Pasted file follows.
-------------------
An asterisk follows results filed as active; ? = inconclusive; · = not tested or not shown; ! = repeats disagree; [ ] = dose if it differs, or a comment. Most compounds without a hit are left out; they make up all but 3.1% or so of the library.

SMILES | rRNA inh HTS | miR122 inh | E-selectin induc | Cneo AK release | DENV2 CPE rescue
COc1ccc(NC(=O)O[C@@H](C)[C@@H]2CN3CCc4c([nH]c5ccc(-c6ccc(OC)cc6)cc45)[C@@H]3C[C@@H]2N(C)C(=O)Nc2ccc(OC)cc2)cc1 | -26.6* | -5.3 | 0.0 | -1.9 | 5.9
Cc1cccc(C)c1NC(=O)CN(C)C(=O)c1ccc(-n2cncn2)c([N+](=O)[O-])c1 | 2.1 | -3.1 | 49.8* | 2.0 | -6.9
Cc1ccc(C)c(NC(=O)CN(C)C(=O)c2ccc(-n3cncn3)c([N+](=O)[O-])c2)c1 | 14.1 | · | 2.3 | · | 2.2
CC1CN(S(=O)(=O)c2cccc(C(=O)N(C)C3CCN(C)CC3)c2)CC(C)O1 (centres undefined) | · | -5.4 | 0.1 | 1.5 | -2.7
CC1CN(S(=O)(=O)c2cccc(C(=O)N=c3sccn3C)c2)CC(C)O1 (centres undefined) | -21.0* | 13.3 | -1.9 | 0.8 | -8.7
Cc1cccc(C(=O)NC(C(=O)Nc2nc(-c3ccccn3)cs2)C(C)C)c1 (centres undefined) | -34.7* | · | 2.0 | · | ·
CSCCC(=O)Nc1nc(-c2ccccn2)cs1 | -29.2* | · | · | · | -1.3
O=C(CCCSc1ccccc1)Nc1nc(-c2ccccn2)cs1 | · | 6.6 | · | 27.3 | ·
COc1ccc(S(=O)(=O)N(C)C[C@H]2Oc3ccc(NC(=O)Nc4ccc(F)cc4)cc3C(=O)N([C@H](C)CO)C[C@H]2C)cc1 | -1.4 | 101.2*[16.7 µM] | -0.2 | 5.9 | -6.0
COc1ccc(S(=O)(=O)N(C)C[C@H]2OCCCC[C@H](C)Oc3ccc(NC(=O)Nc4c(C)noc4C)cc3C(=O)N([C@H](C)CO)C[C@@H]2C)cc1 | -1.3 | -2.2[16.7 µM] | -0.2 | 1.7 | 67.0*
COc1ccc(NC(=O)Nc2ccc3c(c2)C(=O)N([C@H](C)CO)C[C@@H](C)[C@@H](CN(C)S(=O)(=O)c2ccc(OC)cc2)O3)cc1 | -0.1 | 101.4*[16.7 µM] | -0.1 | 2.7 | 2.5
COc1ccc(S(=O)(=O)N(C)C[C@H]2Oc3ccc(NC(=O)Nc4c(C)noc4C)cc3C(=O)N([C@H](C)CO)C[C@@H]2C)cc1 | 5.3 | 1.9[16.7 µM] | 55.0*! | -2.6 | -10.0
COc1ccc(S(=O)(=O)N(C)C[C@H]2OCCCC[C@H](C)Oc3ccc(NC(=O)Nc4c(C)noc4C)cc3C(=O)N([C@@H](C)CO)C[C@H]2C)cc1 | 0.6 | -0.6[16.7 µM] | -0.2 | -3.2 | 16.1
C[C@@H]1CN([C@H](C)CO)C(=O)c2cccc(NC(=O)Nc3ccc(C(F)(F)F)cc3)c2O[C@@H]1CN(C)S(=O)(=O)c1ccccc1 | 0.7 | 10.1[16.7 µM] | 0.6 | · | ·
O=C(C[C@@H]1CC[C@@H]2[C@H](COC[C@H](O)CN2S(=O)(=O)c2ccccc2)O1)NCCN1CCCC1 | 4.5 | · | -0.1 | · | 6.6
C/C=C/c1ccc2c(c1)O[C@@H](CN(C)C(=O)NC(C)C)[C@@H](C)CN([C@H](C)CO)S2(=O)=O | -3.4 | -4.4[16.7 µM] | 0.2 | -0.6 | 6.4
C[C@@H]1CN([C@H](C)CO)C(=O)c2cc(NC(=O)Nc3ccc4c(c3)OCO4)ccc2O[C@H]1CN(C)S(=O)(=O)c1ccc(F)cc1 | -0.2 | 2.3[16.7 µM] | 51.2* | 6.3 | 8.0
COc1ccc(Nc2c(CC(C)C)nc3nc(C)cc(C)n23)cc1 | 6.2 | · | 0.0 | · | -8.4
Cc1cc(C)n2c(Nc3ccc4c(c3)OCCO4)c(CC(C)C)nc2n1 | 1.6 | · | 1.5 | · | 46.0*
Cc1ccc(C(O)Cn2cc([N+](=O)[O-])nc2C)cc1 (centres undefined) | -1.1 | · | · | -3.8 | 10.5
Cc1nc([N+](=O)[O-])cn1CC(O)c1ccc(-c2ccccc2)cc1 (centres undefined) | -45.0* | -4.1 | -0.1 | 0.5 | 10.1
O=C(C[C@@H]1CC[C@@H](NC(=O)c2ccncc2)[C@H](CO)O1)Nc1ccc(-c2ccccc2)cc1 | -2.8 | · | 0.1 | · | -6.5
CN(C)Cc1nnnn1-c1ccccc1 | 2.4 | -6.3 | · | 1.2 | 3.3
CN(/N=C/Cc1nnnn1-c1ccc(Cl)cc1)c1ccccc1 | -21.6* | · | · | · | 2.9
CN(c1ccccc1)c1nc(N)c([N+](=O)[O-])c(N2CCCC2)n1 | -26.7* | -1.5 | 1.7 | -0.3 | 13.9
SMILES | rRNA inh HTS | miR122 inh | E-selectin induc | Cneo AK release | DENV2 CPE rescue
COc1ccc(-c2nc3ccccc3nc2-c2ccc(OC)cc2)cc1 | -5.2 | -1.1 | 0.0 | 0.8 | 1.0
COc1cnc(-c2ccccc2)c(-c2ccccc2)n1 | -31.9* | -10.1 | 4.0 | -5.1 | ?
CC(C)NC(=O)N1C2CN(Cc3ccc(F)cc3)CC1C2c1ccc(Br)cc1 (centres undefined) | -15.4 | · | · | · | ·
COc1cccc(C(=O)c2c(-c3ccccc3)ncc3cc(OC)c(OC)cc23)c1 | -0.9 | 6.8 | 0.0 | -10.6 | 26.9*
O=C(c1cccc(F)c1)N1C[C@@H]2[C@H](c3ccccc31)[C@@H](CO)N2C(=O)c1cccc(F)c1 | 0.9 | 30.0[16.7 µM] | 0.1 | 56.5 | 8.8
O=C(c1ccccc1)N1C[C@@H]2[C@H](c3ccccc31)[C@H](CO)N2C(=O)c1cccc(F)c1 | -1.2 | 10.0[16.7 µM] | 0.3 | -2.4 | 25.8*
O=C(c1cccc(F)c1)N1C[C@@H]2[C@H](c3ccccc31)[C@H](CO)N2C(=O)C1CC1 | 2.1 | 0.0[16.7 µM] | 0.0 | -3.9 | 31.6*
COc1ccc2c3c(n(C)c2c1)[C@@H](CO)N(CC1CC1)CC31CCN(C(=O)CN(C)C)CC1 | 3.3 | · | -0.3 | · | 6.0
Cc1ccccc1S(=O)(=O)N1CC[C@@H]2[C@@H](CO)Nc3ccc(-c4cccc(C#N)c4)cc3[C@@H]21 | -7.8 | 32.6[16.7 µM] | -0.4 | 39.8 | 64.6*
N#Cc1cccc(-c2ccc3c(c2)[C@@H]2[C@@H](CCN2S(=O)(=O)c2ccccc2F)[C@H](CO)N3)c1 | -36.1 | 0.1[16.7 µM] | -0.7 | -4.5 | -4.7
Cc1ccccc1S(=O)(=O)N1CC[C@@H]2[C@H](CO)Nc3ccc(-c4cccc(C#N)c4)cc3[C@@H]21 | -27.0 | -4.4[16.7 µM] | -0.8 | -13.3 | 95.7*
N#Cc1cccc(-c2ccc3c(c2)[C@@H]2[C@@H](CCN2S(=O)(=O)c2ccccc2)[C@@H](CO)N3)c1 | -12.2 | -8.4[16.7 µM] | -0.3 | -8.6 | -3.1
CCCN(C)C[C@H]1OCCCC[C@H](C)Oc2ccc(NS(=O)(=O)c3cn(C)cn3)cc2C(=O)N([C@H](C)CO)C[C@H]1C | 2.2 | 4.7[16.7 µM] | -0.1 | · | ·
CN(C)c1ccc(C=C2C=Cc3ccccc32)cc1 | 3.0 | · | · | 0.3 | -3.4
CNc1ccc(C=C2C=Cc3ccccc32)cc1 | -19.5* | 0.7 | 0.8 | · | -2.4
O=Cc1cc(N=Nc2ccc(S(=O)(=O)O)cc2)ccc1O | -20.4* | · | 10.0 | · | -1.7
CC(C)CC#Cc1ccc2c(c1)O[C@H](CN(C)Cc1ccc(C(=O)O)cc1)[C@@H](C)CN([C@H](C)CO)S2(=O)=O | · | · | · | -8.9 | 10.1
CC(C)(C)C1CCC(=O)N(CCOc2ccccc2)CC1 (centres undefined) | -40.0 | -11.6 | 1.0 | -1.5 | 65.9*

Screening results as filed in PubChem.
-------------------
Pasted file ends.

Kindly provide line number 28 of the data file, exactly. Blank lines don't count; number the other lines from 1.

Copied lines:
SMILES | rRNA inh HTS | miR122 inh | E-selectin induc | Cneo AK release | DENV2 CPE rescue